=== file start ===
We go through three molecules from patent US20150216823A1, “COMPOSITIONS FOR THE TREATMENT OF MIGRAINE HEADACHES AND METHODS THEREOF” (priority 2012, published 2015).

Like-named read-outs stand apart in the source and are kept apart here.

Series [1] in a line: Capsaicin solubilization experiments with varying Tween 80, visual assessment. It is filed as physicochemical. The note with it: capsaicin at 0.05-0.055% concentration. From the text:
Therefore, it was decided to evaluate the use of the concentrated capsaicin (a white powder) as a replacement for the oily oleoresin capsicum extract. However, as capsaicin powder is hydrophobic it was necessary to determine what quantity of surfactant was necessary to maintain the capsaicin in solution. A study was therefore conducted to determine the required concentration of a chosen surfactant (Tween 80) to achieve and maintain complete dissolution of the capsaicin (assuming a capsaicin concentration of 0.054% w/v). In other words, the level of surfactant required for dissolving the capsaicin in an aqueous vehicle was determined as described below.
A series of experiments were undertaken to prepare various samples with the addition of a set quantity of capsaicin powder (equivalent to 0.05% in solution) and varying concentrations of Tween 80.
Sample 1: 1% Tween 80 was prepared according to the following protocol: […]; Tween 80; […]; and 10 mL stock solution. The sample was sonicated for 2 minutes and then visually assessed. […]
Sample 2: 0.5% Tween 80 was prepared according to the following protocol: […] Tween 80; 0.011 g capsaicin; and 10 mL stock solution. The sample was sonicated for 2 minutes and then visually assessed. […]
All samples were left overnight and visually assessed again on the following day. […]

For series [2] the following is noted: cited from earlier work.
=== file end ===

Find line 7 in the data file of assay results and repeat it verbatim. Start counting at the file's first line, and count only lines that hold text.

Sample 2: 0.5% Tween 80 was prepared according to the following protocol: […] Tween 80; 0.011 g capsaicin; and 10 mL stock solution. The sample was sonicated for 2 minutes and then visually assessed. […]